Eye For Film >> Movies >> Faster, Pussycat! Kill! Kill! (1968) Film Review
Faster, Pussycat! Kill! Kill!
Reviewed by: Jennie Kermode
Out in the middle of the desert, a young couple encounter three strippers who are having fun racing their car. Naively, the young man accepts a challenge to a race, and then to a fight, underestimating the toughness and aggression of his opponents. After he is killed, the women take his girlfriend hostage and set off in search of further fun. But when they stop at an isolated farmhouse whose residents have their own dubious agendas, things start to fall apart...
The plot of Faster Pussycat is a slender one, but that doesn't really matter, because it's not the reason people are drawn to the film. Probably the most famous of Russ Meyer's works, it stands out because of its energy and its bad attitude. Its incoherent yet vigorous approach to stringing together a series of action sequences and semi-pornographic exploitation scenes is surprisingly endearing, being utterly bereft of pretension. Sure, it's trash, but it has absolutely no compunctions about that - and what's more, it's trash with style.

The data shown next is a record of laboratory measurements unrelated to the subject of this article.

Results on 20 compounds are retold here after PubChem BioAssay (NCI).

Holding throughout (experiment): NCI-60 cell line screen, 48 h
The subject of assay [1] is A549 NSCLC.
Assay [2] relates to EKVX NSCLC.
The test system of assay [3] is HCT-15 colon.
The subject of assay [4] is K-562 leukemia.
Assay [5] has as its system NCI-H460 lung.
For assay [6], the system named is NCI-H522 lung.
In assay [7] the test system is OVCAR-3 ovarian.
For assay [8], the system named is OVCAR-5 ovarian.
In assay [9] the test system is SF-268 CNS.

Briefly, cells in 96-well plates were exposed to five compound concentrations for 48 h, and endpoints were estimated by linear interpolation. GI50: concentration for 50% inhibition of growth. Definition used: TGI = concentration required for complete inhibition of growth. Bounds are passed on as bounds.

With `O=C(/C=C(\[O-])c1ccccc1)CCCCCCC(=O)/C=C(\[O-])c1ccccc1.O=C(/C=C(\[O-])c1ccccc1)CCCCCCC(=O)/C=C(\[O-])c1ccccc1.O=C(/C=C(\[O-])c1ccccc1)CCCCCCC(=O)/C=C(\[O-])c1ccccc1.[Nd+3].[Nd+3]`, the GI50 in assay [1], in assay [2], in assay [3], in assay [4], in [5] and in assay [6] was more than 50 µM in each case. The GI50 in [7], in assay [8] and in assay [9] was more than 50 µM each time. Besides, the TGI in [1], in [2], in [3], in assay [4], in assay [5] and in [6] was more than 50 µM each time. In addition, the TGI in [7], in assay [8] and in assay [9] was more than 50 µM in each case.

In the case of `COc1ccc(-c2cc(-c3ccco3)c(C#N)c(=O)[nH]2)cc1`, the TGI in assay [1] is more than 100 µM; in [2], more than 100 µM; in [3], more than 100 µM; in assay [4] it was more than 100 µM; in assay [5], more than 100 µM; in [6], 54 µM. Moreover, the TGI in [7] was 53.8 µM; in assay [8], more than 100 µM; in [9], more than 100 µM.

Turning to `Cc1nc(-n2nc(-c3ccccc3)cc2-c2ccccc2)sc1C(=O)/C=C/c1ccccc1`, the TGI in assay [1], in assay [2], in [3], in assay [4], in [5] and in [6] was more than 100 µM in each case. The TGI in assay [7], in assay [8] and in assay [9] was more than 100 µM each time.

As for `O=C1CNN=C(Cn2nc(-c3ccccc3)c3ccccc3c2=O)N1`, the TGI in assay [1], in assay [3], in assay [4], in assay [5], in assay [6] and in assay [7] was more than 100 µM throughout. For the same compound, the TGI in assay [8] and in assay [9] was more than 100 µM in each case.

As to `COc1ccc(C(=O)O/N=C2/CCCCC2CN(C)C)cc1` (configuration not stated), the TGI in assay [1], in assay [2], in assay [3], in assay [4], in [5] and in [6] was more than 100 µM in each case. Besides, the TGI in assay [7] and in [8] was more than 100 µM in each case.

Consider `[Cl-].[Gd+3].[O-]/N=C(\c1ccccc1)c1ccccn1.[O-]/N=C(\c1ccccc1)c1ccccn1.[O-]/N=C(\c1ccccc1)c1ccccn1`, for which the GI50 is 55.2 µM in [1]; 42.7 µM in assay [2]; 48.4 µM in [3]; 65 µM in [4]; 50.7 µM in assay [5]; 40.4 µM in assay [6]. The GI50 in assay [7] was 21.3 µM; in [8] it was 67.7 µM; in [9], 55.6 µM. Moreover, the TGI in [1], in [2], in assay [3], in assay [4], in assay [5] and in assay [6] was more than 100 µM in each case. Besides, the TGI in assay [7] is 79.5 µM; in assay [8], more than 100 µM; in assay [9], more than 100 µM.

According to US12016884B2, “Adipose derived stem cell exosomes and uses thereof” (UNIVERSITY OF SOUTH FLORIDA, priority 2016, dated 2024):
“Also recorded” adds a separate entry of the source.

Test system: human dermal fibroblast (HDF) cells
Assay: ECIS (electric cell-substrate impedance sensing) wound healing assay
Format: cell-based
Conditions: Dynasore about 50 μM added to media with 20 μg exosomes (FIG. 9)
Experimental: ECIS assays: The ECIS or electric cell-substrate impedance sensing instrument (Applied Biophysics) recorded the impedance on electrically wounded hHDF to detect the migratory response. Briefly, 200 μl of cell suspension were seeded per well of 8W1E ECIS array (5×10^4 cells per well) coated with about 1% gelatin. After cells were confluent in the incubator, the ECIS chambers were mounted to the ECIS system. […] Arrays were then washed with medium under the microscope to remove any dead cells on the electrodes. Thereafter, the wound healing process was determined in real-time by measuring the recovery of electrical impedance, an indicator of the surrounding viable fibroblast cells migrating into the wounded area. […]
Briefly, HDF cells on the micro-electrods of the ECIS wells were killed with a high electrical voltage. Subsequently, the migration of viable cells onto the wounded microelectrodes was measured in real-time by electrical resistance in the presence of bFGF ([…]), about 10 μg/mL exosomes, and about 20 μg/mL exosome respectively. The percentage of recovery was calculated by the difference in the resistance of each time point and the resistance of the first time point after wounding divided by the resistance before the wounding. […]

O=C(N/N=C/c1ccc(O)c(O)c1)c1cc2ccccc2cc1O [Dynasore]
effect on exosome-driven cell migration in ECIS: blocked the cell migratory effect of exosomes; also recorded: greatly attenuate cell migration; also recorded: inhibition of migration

Among the most engaging of Meyer's early films, Faster Pussycat benefits tremendously from Tura Satana's charismatic performance as Varla, the leader of the gang. Sure, Meyer has gratuitous fun focusing his camera on her striking physique, but it's impossible to take seriously accusations of sexism when she dominates the film with sheer force of personality. Very few contemporary films gave women the chance to perform like this. Although she's clearly a few bullets short of a full barrel, and is overall a nasty piece of work, it's hard not to take her side as she schemes, shouts and wrestles her way to getting what she wants.
As always, Meyer's photography is stunning, his love of his subjects transforming into a cinematic exuberance which captivates the audience. The dialogue may be dreadful, the sets shaky, the supporting characters badly drawn, but the whole thing is so much fun that it's easy to see how it became a cult classic. Shot through with the director's characteristic sly humour, it makes no apologies and takes no prisoners. It has spawned numerous copycats, but none with the balls to match it. This is the real thing.Reviewed on: 12 May 2007